Champagne: Does it matter what we pop on New Year’s Eve?

ID-10074116Last night I spent an inordinate amount of time crouched in my cellar eyeing up the limited selection of sparkling wines I’ve managed to collect.

The objective? To decide what to open when the clock strikes midnight on New Year’s Eve. Should I open something expensive or affordable? French, English or other? Vintage or non-vintage? Blanc de blancs, blanc de noirs or a wider blend?

Such quandaries are the sort of thing that drive wine enthusiasts round the bend but cause the more sane of mind to utter the words ‘middle class problems’. Touché.

A trip to the typical British supermarket at this time of year can lead a person to believe that Champagne, or any sparkling wine for that matter, is the most popular drink in this country. It dominates the wine aisles, stands prominently at the end of the frozen foods section and often makes an appearance near the baked goods on a freestanding shelf designed to draw our attention. And then you have to pass another display as you head for the cashier. Much of this Champagne is reduced in price, often by as much as 50 per cent, in a stack ’em high, sell ’em low sort of fashion.

Never before (at least in my life) has Champagne been so cheap, easy to acquire and, crucially, decent in quality.

Growing up, champagne, spelled with a small ‘c’ because any fizzy wine with alcohol was a ‘champagne’ in my eyes, was something that we only ever drank on New Year’s Eve. Due to Canada’s high taxes and prohibition-era alcohol laws, the good stuff was expensive and all but unattainable.

Most of the time, we drank something cheap and a little bit wretched, the sort of sparkling wine you left in the freezer as long as possible before it transformed itself into block of ice, so that the low temperature muted the flavours. Being from Canada, this was most often something cheap, awful and domestic, such as Baby Canadian Sparkling. Sometimes it was cava, which was a welcome respite.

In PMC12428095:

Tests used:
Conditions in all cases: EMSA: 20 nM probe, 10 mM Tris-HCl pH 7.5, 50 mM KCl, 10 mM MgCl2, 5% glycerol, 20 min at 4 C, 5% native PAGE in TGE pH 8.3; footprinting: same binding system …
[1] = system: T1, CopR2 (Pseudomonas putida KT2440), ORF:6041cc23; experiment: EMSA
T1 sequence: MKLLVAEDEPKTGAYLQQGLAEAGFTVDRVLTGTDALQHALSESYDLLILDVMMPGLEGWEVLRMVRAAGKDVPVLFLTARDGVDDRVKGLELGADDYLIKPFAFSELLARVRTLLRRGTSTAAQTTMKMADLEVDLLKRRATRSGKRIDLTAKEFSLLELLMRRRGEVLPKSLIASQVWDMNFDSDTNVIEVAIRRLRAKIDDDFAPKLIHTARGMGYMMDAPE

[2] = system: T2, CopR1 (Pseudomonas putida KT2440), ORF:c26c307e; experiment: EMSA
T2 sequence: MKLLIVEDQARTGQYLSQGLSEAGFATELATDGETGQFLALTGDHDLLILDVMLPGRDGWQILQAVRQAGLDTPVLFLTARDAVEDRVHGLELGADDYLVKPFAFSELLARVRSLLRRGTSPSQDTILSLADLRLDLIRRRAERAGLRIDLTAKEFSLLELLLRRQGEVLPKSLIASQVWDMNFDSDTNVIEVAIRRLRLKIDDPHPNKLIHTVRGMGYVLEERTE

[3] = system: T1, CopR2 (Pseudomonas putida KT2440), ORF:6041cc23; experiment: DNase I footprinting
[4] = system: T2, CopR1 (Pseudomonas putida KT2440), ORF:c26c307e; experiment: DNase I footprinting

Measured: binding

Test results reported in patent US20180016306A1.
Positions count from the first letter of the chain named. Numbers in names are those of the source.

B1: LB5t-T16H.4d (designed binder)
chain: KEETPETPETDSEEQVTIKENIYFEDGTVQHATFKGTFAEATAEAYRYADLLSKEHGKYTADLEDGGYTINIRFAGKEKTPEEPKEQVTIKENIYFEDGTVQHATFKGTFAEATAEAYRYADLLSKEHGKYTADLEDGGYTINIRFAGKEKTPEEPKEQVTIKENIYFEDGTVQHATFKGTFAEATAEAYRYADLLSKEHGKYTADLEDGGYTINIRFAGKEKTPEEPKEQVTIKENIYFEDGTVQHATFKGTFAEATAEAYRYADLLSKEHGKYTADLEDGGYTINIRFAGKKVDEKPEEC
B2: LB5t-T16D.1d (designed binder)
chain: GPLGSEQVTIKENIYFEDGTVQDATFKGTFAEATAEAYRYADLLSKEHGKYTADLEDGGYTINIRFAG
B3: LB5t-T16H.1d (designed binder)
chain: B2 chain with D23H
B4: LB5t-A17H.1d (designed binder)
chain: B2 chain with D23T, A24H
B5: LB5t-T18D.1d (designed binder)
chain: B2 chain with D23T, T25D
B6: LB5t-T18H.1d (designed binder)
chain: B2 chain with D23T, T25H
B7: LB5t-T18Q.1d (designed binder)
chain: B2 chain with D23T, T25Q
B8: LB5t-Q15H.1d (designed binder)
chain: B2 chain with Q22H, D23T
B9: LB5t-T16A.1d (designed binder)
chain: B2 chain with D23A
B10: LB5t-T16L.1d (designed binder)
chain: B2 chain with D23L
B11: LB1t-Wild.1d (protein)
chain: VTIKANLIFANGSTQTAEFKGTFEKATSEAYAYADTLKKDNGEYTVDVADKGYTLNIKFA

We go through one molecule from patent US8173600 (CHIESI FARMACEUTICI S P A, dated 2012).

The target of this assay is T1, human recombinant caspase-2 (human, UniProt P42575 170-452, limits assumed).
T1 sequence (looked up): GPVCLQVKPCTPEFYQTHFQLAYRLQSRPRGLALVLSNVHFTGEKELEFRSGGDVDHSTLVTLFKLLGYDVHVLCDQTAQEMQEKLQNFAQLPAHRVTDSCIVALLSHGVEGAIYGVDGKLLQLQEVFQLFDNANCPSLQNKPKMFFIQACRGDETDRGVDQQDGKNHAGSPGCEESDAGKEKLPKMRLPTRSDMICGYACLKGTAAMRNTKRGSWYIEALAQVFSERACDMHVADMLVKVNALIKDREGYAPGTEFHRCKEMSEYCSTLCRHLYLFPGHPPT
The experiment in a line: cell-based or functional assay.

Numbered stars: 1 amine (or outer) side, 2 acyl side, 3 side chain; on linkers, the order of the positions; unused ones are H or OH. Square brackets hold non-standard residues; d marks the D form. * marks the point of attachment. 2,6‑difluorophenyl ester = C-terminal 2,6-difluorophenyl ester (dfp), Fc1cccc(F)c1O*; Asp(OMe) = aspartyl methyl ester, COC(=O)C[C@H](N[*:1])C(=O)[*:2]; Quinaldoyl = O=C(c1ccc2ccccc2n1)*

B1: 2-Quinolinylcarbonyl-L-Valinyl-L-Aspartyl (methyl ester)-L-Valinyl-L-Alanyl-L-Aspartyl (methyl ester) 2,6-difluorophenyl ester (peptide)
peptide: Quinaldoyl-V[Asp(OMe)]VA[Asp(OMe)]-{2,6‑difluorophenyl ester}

Back then, I didn’t actually like Champagne. I liked the idea of it. But not the taste. However, in the spirit of the night’s festivities, I forced it down my throat despite its paint-removing acidity. I did this in the same way that I had pretended to enjoy those glasses of harsh Canadian whisky that were served to me at Christmas.

Those were the days.

But today I find myself at the bottom of the steps in my cellar, hunched over a wine rack and trying to decide a much more palatable group of bottles. Some of them are the sort you’d expect to see a Russian oligarch opening in an ‘exclusive’ Mayfair club, while others gained a reputation as being the preferred tipple for City of London traders who were caught in the LIBOR fixing scandal.

Can I really go wrong with any of them? No. But that’s the problem: they’re all a bit too flashy.

And then I spotted it lurking below everything else: Lidl Champagne. Comte de Brismand Champagne Brut NV. It has been lurking in my cellar since I bought it in the first week of January last year, when I spotted it in a Lidl and thought, hey, why not?

And that is the point. Why not? Dom Perignon, eat your heart out.

EDIT: I have a bottle of Nyetimber Blanc de Blancs 2003 waiting in reserve just in case the cheap fizz burns the back of my throat.

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